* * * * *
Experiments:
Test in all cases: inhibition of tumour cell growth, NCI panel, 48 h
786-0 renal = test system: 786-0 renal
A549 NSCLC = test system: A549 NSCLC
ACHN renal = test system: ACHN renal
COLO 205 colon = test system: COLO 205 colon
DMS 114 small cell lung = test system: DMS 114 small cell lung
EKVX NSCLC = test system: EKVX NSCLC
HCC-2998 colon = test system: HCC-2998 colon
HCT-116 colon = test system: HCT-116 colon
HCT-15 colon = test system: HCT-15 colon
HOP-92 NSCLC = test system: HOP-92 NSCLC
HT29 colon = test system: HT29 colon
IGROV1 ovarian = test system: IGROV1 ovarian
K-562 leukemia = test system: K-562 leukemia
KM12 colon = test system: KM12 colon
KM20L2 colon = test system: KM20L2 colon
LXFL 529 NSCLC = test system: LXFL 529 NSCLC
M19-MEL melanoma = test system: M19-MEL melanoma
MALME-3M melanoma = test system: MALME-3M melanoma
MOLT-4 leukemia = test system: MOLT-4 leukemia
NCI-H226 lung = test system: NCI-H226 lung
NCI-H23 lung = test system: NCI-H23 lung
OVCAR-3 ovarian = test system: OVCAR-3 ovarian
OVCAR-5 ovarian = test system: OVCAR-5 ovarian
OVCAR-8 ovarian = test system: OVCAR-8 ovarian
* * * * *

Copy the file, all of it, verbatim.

Experiments:
Test in all cases: inhibition of tumour cell growth, NCI panel, 48 h
786-0 renal = test system: 786-0 renal
A549 NSCLC = test system: A549 NSCLC
ACHN renal = test system: ACHN renal
COLO 205 colon = test system: COLO 205 colon
DMS 114 small cell lung = test system: DMS 114 small cell lung
EKVX NSCLC = test system: EKVX NSCLC
HCC-2998 colon = test system: HCC-2998 colon
HCT-116 colon = test system: HCT-116 colon
HCT-15 colon = test system: HCT-15 colon
HOP-92 NSCLC = test system: HOP-92 NSCLC
HT29 colon = test system: HT29 colon
IGROV1 ovarian = test system: IGROV1 ovarian
K-562 leukemia = test system: K-562 leukemia
KM12 colon = test system: KM12 colon
KM20L2 colon = test system: KM20L2 colon
LXFL 529 NSCLC = test system: LXFL 529 NSCLC
M19-MEL melanoma = test system: M19-MEL melanoma
MALME-3M melanoma = test system: MALME-3M melanoma
MOLT-4 leukemia = test system: MOLT-4 leukemia
NCI-H226 lung = test system: NCI-H226 lung
NCI-H23 lung = test system: NCI-H23 lung
OVCAR-3 ovarian = test system: OVCAR-3 ovarian
OVCAR-5 ovarian = test system: OVCAR-5 ovarian
OVCAR-8 ovarian = test system: OVCAR-8 ovarian